Between the Whiffs
Henry Herman (1832-1894) knew Wilkie as stage manager
for the revival of The New Magdalen
in 1875 and then prepared Miss
Gwilt for its first production at the Alexandra Theatre (shown above in
1870) on 9 December 1875. Wilkie wrote to him on 8 November “I can only
leave it to your knowledge and experience – in which I have perfect
confidence – to prepare the piece for production. I hope to attend all the
later rehearsals myself.” Wilkie did so arriving in Liverpool on 6 December
and leaving on 11th.
Herman collected anecdotes from his literary and theatrical life in an exceedingly rare book published towards the end of his life Between the Whiffs.
When Wilkie Collins’s Miss Gwilt
was rehearsed for the first time on any stage, at the Alexandra
Theatre, Liverpool, it contained a part omitted at its production – namely
that of the old gardener, Abraham Sage. The
rôle was allotted to a young man
who was then the second comedian of the theatre, and who has since made a
name for himself both in England and the Colonies. The aspirant for stage
with his part – a very short one – and at one of the final rehearsals he
interlarded his principal speech with a copious admixture of the word “sir.”
When he had got through, Wilkie Collins looked at him over his spectacles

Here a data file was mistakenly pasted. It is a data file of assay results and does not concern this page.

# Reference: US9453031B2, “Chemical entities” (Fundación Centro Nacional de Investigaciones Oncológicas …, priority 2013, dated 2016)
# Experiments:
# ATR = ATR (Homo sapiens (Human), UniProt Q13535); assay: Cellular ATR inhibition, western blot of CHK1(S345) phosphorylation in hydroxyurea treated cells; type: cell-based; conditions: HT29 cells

and said sternly: “Young man, I have written the word ‘sir’ four times. You
have used it thirteen times. Please understand that I want my words spoken
as I wrote them.” “I am very
sorry, Mr. Collins,” replied the young comedian;
but, you see, the part’s such a poor one, and I wanted to give it
“Thank you,” Wilkie Collins replied quietly;” I will look into this.”
When the rehearsal of the act was finished, Wilkie Collins turned to Miss
Cavendish’s stage manager, who had charge of the production, and asked him
for a pencil.
think, Mr. --------,” he said “if we put our heads
together, we may do without Abraham Sage,” and in the result every line of
the gardener’s part was struck out of the piece.
When the Alexandra Theatre Company, including Edmund and Robert Lyons. A. W.
Pinero, and others, were engaged for the London production, that young
comedian regretted his inconsiderate speech, and three years elapsed before
he found a London engagement. He has made up for it since.
Henry Herman, Between the Whiffs,
Bristol, , pp. 108-109. Quoted in Broadbent,
Annals of the Liverpool Stage,
1908 p. 313.
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